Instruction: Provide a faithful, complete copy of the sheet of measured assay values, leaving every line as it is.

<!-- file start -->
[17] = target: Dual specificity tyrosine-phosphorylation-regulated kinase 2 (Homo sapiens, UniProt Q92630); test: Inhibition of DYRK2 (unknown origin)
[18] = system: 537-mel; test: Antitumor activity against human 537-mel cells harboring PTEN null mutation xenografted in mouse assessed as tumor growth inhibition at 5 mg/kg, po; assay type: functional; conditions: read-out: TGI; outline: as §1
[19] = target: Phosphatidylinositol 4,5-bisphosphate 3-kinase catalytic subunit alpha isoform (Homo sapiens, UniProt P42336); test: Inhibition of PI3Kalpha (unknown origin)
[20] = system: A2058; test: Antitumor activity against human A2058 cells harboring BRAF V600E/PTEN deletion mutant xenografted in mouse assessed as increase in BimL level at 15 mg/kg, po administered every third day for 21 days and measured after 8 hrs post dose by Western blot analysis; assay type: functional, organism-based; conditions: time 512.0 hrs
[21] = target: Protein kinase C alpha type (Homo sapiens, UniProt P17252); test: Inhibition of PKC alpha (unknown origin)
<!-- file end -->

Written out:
[17] = target: Dual specificity tyrosine-phosphorylation-regulated kinase 2 (Homo sapiens, UniProt Q92630); test: Inhibition of DYRK2 (unknown origin)
[18] = system: 537-mel; test: Antitumor activity against human 537-mel cells harboring PTEN null mutation xenografted in mouse assessed as tumor growth inhibition at 5 mg/kg, po; assay type: functional; conditions: read-out: TGI; outline: as §1
[19] = target: Phosphatidylinositol 4,5-bisphosphate 3-kinase catalytic subunit alpha isoform (Homo sapiens, UniProt P42336); test: Inhibition of PI3Kalpha (unknown origin)
[20] = system: A2058; test: Antitumor activity against human A2058 cells harboring BRAF V600E/PTEN deletion mutant xenografted in mouse assessed as increase in BimL level at 15 mg/kg, po administered every third day for 21 days and measured after 8 hrs post dose by Western blot analysis; assay type: functional, organism-based; conditions: time 512.0 hrs
[21] = target: Protein kinase C alpha type (Homo sapiens, UniProt P17252); test: Inhibition of PKC alpha (unknown origin)